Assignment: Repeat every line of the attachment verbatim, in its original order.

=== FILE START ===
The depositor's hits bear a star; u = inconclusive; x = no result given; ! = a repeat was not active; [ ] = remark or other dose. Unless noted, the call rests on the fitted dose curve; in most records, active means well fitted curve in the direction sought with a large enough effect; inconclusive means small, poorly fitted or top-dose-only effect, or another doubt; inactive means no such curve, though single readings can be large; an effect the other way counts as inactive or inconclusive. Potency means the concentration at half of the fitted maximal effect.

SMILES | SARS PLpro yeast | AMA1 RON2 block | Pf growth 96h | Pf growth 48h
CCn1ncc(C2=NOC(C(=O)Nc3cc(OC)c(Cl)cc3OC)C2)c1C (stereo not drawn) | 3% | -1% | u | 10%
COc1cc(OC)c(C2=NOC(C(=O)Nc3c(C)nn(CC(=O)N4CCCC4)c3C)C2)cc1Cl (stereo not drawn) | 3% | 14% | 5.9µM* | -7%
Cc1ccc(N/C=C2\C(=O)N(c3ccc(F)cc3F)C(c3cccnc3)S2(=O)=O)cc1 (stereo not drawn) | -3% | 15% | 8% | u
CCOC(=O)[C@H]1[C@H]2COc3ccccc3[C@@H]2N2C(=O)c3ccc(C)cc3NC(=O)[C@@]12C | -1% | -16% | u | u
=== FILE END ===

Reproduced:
The depositor's hits bear a star; u = inconclusive; x = no result given; ! = a repeat was not active; [ ] = remark or other dose. Unless noted, the call rests on the fitted dose curve; in most records, active means well fitted curve in the direction sought with a large enough effect; inconclusive means small, poorly fitted or top-dose-only effect, or another doubt; inactive means no such curve, though single readings can be large; an effect the other way counts as inactive or inconclusive. Potency means the concentration at half of the fitted maximal effect.

SMILES | SARS PLpro yeast | AMA1 RON2 block | Pf growth 96h | Pf growth 48h
CCn1ncc(C2=NOC(C(=O)Nc3cc(OC)c(Cl)cc3OC)C2)c1C (stereo not drawn) | 3% | -1% | u | 10%
COc1cc(OC)c(C2=NOC(C(=O)Nc3c(C)nn(CC(=O)N4CCCC4)c3C)C2)cc1Cl (stereo not drawn) | 3% | 14% | 5.9µM* | -7%
Cc1ccc(N/C=C2\C(=O)N(c3ccc(F)cc3F)C(c3cccnc3)S2(=O)=O)cc1 (stereo not drawn) | -3% | 15% | 8% | u
CCOC(=O)[C@H]1[C@H]2COc3ccccc3[C@@H]2N2C(=O)c3ccc(C)cc3NC(=O)[C@@]12C | -1% | -16% | u | u